First we saw the introduction of chief information officers (CIO), and now a new trend is emerging for the addition of the position of chief data officer (CDO) to the C-suite of some companies. Experian has predicted that the CDO position will become a standard senior board level role by 2020, bringing the conversation around data gathering, management, optimization, and security to the C-level.
But do companies really need to add yet another executive to their board just to manage data?
A recent survey by Experian suggests that a full 90 percent of CIOs surveyed said that data was changing the way they do business, and 92 percent thought a chief data officer would be best-suited to be the guardian of data within an organization and determine data strategy.
But some still don’t see the need for a CDO. They believe that data is information and therefore belongs under the chief information officer in the org-chart. In my view, these naysayers are missing the big picture: Big data is no longer a tiny branch of business that can be ignored or thought of as IT’s problem. Data is an integral part of every single business department and system, and those organizations that refuse to see that are doomed to irrelevance in the very near future.
Personally, I believe that this inevitable shift in bringing the conversation around data to the top levels can only benefit any given company or organization. Regardless of a company’s verticals, data quality and optimization is key to the success of practically any venture.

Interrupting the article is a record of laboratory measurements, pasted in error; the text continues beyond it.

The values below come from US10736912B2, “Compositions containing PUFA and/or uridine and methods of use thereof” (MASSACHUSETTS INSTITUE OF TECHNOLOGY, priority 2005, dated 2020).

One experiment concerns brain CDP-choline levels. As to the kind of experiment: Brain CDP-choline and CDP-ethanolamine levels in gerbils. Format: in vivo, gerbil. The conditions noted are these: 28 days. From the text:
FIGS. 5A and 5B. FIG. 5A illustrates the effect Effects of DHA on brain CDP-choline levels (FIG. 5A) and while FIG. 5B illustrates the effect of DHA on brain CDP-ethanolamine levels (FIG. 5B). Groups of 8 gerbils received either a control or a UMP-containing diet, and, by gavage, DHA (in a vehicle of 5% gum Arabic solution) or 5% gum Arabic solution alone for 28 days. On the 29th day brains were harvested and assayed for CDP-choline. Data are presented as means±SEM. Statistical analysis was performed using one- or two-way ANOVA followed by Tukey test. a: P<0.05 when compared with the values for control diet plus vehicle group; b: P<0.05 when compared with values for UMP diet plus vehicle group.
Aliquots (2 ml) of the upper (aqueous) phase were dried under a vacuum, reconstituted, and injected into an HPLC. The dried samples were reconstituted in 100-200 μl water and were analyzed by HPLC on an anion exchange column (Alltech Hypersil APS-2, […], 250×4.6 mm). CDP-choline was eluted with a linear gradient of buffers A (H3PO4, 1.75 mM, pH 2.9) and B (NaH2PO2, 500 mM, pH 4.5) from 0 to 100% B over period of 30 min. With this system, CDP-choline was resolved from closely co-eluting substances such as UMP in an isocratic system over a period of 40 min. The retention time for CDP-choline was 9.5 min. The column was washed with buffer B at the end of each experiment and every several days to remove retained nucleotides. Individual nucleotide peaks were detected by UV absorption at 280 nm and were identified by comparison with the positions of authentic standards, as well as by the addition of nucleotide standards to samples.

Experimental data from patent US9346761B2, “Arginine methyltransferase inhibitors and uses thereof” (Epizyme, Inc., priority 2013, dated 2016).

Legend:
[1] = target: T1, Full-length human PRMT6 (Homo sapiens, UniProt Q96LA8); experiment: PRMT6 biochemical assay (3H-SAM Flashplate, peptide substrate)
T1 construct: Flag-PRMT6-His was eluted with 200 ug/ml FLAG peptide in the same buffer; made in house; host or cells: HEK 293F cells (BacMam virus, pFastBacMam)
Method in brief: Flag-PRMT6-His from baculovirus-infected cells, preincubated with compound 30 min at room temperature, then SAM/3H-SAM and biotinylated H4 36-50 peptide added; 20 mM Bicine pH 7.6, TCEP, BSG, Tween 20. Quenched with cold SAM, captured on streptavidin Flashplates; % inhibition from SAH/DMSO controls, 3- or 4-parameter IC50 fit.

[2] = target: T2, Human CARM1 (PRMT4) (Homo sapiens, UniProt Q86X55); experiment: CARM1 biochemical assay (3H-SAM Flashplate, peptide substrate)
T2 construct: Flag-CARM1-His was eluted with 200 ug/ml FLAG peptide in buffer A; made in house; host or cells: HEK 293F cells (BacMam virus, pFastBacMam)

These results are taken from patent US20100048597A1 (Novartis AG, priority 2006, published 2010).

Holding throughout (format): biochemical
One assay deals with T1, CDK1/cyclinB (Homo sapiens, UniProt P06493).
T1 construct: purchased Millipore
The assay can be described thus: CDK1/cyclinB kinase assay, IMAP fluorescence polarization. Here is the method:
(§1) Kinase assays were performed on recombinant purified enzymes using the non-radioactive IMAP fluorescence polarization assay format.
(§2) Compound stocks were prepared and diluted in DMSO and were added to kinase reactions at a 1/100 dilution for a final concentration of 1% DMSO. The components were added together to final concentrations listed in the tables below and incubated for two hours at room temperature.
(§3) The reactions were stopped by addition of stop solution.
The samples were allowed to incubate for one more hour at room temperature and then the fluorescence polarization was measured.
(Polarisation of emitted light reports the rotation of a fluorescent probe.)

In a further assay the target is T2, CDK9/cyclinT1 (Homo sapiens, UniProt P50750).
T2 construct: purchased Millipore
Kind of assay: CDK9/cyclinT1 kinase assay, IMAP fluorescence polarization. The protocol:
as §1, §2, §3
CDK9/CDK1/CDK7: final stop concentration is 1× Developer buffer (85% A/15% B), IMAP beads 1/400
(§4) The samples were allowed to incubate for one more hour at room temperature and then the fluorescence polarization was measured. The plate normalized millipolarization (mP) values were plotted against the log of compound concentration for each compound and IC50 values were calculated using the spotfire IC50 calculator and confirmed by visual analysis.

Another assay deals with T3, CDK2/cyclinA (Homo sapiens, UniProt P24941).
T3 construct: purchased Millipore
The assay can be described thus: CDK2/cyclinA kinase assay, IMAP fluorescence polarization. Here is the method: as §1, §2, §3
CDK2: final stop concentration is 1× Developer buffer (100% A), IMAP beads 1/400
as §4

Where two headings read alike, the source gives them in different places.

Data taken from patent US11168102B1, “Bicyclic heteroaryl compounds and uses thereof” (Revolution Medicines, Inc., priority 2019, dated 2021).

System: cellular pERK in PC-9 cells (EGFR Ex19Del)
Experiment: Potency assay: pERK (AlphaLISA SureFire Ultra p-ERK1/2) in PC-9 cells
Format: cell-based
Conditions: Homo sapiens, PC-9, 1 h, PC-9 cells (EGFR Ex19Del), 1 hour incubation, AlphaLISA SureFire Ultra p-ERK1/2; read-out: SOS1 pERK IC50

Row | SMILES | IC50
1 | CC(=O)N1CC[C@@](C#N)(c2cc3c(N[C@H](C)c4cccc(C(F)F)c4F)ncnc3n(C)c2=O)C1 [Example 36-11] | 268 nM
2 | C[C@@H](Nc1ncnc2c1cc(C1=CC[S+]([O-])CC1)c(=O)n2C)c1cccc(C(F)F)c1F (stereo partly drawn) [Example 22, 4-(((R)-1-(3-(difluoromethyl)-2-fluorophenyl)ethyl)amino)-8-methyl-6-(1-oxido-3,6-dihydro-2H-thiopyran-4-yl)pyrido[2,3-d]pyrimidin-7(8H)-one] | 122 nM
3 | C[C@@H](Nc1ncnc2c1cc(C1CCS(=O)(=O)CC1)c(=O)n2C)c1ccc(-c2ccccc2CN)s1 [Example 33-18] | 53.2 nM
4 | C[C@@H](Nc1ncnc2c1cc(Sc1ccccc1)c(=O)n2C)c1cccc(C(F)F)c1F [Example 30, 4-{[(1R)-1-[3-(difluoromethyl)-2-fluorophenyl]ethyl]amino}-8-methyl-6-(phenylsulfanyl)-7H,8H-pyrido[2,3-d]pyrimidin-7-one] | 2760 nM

The argument for a chief data officer seems obvious from where I sit. First, it makes sense to centralize decision-making and responsibilities for all aspects of data across an organization. In the past, accounting teams were often responsible for not just financial data, but all data by default. But finance professionals cannot be expected to understand, manage, or optimise non-financial data, nor be the stewards of data for every department including marketing, human resources, and supply chain. A CDO would oversee how an organization’s data is gathered, managed, protected, and monetized.
Another key function of the CDO would be security and regulations. Over the past decades, chief information officers have had to implement HIPAA, Sarbanes-Oxley, and other types of government regulations in the U.S.